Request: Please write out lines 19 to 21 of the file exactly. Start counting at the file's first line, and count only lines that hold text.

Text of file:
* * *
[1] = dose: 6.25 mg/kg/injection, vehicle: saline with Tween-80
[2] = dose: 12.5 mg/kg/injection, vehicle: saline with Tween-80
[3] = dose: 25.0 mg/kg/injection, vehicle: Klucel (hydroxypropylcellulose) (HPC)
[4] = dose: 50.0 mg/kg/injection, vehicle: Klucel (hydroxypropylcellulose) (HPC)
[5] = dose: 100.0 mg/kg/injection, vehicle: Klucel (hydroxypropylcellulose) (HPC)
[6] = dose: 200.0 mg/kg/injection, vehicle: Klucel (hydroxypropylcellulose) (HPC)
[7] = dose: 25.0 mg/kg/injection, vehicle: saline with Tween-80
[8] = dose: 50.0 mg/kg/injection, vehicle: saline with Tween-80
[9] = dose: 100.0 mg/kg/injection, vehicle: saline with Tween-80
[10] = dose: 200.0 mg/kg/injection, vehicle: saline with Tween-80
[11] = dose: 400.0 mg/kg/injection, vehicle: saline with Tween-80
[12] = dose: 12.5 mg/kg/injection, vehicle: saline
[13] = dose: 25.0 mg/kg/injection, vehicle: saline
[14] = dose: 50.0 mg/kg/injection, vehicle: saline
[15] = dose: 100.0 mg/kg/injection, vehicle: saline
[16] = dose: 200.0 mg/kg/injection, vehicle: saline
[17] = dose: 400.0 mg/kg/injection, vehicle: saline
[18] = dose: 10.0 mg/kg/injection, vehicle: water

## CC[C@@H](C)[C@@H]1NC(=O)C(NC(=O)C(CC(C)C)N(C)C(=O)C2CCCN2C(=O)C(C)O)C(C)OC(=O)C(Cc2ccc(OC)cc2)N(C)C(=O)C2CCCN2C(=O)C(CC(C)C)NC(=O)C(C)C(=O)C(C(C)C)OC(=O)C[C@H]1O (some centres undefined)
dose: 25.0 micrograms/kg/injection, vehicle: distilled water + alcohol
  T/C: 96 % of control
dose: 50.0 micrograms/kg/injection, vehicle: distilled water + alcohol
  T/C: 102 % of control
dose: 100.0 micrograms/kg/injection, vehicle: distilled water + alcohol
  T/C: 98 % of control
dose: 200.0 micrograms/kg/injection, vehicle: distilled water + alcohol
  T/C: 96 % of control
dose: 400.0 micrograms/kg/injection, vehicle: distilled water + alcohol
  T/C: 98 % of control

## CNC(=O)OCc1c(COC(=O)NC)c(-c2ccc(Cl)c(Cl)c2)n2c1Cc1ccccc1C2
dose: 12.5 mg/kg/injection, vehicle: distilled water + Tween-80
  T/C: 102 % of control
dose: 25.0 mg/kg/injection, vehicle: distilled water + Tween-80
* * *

## CC[C@@H](C)[C@@H]1NC(=O)C(NC(=O)C(CC(C)C)N(C)C(=O)C2CCCN2C(=O)C(C)O)C(C)OC(=O)C(Cc2ccc(OC)cc2)N(C)C(=O)C2CCCN2C(=O)C(CC(C)C)NC(=O)C(C)C(=O)C(C(C)C)OC(=O)C[C@H]1O (some centres undefined)
dose: 25.0 micrograms/kg/injection, vehicle: distilled water + alcohol
  T/C: 96 % of control